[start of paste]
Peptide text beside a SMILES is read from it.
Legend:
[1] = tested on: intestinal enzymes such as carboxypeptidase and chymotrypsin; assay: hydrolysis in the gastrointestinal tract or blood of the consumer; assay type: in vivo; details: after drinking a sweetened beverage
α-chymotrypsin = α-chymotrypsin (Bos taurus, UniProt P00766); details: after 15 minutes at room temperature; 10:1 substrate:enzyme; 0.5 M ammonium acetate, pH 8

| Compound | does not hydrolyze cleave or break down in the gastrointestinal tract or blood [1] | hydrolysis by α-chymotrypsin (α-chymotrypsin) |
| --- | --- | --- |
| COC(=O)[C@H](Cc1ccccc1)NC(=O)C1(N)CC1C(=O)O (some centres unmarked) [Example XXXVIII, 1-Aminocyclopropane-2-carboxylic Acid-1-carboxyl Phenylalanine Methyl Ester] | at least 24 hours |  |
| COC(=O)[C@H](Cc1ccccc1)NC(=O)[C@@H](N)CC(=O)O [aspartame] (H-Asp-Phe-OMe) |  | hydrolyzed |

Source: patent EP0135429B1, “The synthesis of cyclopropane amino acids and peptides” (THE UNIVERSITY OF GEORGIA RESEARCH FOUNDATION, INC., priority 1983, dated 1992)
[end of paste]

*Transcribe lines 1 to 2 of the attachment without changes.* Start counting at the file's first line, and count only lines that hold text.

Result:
Peptide text beside a SMILES is read from it.
Legend: